MANILA - Less than 500 days until the deadline, the Philippines is still far from achieving its Millennium Development Goal (MDG) commitments, according to the latest report released by the National Economic and Development Authority (Neda) and the United Nations Development Programme.
Based on the country’s fifth progress report on the MDGs, the Philippines only has a high probability to achieve two out of the seven MDGs that were included in the report. The eighth MDG pertains to Global Partnership and the indicators were not included in the report.
The two goals are Goal 4, to reduce child mortality; and Goal 8, to ensure environmental sustainability.
Further, the report showed that of the 35 indicators under the seven MDGs included in the progress report, the Philippines only has a high probability of achieving 14, or less than half, of the indicators.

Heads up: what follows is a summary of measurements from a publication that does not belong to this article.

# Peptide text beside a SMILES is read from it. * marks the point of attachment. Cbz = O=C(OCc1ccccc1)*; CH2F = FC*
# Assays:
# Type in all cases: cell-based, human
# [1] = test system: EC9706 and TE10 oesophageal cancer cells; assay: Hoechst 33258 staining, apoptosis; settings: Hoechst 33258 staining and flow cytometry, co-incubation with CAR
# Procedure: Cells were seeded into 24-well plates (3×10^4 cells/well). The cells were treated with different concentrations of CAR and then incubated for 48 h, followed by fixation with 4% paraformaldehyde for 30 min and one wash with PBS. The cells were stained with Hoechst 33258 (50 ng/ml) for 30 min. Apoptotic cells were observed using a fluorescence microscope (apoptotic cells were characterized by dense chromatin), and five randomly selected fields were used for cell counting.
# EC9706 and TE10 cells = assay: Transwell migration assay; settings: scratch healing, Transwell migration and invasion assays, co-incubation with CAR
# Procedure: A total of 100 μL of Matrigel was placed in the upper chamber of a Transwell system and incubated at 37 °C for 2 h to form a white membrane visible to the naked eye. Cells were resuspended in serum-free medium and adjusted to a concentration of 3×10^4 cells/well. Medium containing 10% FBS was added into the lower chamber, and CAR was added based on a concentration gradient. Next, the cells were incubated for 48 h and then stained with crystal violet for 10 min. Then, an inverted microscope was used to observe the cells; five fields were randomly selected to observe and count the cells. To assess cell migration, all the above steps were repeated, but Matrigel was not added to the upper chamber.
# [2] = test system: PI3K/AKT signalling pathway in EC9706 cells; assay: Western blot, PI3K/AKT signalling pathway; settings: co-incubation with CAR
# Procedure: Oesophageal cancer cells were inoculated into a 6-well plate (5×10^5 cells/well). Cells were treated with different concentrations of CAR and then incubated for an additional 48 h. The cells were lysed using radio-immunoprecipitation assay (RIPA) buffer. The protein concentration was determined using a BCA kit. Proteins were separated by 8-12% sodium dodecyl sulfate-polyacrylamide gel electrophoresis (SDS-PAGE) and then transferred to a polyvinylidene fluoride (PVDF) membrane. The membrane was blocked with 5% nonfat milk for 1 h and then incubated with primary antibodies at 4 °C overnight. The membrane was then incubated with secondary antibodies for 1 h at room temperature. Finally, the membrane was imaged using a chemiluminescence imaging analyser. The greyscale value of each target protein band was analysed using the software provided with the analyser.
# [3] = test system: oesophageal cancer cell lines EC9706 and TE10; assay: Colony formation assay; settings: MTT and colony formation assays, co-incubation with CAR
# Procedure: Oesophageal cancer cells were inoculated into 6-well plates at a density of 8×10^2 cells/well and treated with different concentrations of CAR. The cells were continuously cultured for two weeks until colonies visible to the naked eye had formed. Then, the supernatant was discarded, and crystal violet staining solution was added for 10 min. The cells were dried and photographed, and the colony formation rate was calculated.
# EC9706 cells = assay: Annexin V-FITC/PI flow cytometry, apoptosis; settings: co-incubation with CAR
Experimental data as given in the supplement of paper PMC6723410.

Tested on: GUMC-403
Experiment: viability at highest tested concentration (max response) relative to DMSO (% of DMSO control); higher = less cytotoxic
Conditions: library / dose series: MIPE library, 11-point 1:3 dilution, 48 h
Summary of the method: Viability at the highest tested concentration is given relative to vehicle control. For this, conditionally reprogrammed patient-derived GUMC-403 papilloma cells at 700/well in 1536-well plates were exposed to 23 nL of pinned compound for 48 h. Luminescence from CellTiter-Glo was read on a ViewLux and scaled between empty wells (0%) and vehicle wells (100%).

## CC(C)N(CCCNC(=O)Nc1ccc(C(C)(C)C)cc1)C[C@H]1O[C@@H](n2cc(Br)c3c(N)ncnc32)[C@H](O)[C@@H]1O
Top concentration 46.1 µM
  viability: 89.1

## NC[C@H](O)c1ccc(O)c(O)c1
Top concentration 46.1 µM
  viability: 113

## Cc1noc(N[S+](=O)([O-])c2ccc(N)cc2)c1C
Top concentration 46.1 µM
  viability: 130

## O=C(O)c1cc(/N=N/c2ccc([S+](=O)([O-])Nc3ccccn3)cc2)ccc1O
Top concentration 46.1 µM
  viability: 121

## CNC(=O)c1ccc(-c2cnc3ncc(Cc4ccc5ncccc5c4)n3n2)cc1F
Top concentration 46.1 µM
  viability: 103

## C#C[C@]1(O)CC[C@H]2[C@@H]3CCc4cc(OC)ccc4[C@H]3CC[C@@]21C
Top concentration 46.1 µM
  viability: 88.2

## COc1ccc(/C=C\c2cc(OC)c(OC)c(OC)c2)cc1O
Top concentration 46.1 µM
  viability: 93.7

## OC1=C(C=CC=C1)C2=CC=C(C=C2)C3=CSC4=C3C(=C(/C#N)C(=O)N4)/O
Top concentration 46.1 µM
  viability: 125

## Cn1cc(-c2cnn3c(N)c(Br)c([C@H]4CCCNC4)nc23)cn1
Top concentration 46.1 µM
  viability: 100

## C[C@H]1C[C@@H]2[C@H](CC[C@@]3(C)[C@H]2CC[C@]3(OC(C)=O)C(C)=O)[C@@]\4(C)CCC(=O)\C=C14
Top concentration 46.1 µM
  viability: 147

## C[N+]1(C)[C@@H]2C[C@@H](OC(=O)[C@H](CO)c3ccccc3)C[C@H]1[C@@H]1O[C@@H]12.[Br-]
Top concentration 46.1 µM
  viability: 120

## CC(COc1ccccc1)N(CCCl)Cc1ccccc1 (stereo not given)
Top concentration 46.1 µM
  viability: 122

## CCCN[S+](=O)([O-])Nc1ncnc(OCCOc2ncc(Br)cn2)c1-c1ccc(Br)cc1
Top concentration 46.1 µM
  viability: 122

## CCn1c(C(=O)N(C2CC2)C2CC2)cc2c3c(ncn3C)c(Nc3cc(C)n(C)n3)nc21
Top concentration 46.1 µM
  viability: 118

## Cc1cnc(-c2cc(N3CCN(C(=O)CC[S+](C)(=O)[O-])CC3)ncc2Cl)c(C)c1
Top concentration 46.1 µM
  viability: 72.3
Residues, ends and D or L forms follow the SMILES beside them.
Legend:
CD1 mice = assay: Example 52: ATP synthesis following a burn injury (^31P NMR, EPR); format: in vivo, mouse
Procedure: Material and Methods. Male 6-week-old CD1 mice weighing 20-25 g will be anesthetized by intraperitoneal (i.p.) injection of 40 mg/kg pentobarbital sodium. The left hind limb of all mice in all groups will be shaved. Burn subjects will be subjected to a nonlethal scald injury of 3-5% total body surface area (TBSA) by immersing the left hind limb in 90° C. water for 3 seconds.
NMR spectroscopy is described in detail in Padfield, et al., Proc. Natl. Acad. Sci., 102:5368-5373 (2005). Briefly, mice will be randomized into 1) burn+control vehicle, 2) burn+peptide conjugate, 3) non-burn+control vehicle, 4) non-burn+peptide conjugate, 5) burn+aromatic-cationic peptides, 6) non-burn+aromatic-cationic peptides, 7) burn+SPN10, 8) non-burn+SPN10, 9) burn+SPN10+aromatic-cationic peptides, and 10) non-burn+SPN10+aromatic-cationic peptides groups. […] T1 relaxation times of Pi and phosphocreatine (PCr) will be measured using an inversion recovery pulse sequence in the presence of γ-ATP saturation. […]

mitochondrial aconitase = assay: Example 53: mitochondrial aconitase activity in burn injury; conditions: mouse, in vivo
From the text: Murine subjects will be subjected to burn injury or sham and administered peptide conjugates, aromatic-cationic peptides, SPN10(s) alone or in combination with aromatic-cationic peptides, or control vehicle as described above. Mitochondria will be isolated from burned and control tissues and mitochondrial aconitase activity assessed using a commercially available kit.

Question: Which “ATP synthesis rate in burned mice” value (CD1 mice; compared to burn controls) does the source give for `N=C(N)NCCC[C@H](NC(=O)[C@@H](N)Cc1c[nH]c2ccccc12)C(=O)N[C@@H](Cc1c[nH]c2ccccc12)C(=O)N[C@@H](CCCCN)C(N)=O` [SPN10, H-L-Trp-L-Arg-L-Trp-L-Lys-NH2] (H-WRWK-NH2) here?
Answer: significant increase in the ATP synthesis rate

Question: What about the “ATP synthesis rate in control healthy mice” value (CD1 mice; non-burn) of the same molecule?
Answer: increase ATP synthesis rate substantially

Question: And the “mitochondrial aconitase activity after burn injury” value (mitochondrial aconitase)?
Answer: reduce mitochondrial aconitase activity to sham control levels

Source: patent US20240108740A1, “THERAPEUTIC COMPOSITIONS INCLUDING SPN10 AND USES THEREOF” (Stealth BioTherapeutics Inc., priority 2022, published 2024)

“With only less than 500 days to the MDG deadline, ‘business as usual’ is no longer the practice. What we need is a strong and unified determination from all sectors, at the national and local levels, for our country to make good on our Millennium promise,” Socioeconomic Planning Secretary and Neda Director General Arsenio M. Balisacan said in the report.
Data also showed that while the Philippines has a high probability of attaining the six indicators under Goal 3, on empowering women, the country has a low probability of achieving the indicator on the proportion of elective seats held by women.
Further, on Goal 6 on combating HIV/AIDS, malaria and other communicable diseases, where the Philippines used to be regarded as an early achiever, progress has not been sustained and even reversed, particularly in the six HIV/AIDS-related indicators.